Updated: Nov 6, 2022
Last month we launched our 'Take the Plunge' campaign. You might be wondering how you can join in and help us raise funds for Long Covid SOS, or maybe you're curious as to why we chose this theme?
Anecdotal evidence suggests that many people find cold water helpful with some Long Covid symptoms.
This is what our friend and colleague Garry Loftus has to say about it:
What happens in Vagus, doesn't stay in Vagus that's for sure . Why cold water treatment in the first place?
Why, why would I deliberately make myself cold? The reasons below might help explain.
The important bits explained. The wordy , science bit.
First things first, what is the Vagus Nerve? Let us explain.
The vagus nerve isn't just one nerve, it's actually a bundle of nerves leading from the gut/stomach through the heart and to the brain. It’s the longest cranial nerve and has communication with every organ.
What is the sympathetic nervous system I also hear you ask?
This nervous system activates the fight or flight response during a threat or perceived danger.
What is the parasympathetic nervous system?
This nervous system restores the body to a state of calm.
More about that nerve you might never of heard of... The vagus nerve! It is a very important part of the parasympathetic nervous system. It connects many organs, such as the brain, heart, liver, and gut. Another function for the vagus nerve is to trigger the release of acetylcholine which controls muscles, dilates blood vessels, and slows down our heart rate. It is this very nerve that is stimulated during deep diaphragm breathing to help regulate our breath and heart rate at the same time turning on the immune system. 'Winner'
Once the vagus nerve is stimulated, good things happen (even though we can't see them, you can feel them), the sympathetic nervous system slows down, and the parasympathetic system takes over (remember them from above) directly affecting the vagus nerve. Which has a significant positive effect on the functioning of your body. Sounds good doesn't it, "There ain't no party like a Vagus Nerve party!"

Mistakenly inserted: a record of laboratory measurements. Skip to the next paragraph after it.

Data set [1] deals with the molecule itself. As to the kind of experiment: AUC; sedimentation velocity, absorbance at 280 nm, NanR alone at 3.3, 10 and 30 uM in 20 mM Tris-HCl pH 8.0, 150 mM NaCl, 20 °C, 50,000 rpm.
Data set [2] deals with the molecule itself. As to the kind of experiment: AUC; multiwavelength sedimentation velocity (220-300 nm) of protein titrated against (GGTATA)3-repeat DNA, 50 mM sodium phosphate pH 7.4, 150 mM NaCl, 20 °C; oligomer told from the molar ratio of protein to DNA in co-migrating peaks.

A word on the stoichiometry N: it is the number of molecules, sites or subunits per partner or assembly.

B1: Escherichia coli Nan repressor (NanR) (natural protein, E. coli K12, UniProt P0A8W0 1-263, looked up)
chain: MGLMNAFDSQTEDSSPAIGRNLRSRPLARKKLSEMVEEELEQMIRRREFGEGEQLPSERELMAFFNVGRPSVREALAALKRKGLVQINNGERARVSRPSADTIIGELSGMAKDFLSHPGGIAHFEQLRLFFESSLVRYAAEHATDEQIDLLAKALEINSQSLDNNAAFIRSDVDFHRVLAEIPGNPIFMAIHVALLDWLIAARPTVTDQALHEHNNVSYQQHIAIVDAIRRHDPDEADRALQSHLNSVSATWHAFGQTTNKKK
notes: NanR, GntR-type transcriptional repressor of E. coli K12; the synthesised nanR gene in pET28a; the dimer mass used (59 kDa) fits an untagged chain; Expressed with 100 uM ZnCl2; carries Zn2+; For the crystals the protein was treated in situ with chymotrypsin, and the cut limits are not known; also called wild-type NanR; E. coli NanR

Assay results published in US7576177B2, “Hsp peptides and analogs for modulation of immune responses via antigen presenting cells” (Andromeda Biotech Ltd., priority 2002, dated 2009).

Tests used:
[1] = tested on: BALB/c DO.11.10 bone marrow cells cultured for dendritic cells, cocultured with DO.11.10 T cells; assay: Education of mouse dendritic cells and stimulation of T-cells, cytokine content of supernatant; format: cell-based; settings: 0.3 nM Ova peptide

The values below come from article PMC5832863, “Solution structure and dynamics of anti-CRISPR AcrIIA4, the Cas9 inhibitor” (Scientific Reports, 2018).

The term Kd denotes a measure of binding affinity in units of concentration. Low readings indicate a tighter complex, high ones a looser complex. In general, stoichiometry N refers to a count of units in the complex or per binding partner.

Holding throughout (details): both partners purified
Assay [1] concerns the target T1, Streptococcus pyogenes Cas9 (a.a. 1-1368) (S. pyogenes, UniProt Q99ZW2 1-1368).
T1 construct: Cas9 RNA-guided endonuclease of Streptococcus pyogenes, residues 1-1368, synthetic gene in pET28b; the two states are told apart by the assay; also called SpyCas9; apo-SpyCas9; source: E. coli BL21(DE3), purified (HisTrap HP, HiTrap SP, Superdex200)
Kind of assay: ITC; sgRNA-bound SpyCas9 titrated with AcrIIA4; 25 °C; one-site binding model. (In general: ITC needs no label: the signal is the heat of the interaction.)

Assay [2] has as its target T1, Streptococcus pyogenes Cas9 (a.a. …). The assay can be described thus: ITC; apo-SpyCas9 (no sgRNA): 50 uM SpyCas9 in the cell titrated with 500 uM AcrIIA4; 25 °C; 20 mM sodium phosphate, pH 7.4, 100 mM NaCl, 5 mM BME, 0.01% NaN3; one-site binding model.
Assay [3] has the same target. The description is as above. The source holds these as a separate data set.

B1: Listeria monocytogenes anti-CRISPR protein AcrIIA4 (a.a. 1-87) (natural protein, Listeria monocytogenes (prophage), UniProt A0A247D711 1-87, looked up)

All this from Taking a Plunge, going for a dip, taking a cold shower, even for one to ten seconds at a time. Have a stop and think just for second, if something is inflamed/swollen and you place it into cold water, the inflammation reduces. This is one of the most straight forward facts regular cold water swimmers/dippers notice. They feel an immediate high after the swim. Why? For all the reasons above. "Go Vagus!"
Now you know a little bit about the vagus nerve and what it does, taking a cold swim even cold shower seems a good option to me: let the vagus magic happen. Who knows, after Take the Plunge, you may enjoy it! People suffering Long Covid, sometimes referred to as Long Haulers, have reported cold water treatment to actually help the recovery process.
Thank you Garry!
How do I Take the Plunge and fundraise for Long Covid SOS?
We have our own Campaign page on Just Giving, right here
You can create your sponsored event and invite people to support you - just click the 'Start Fundraising' button. You'll need to log in to Just Giving, or sign up.
It's totally up to you what water-themed challenge you want to do - be sure to tailor it to your own health status and don't take on something too difficult which will compromise your recovery, or which could cause PEM/PESE.
Most importantly, be sure to stay safe when doing anything around water. Swimming in open water carries risks: always follow the essential RNLI advice and unless you are acclimatised to cold water please be very careful. Read this information to make sure you avoid cold water shock which can be very dangerous
Here are some ideas for safe and fun challenges:
Have a dip in the sea, or just your fingers & toes
Jump in a puddle
Pour a bucket of cold water over your head
Have a cold shower
Be inventive and most importantly HAVE FUN!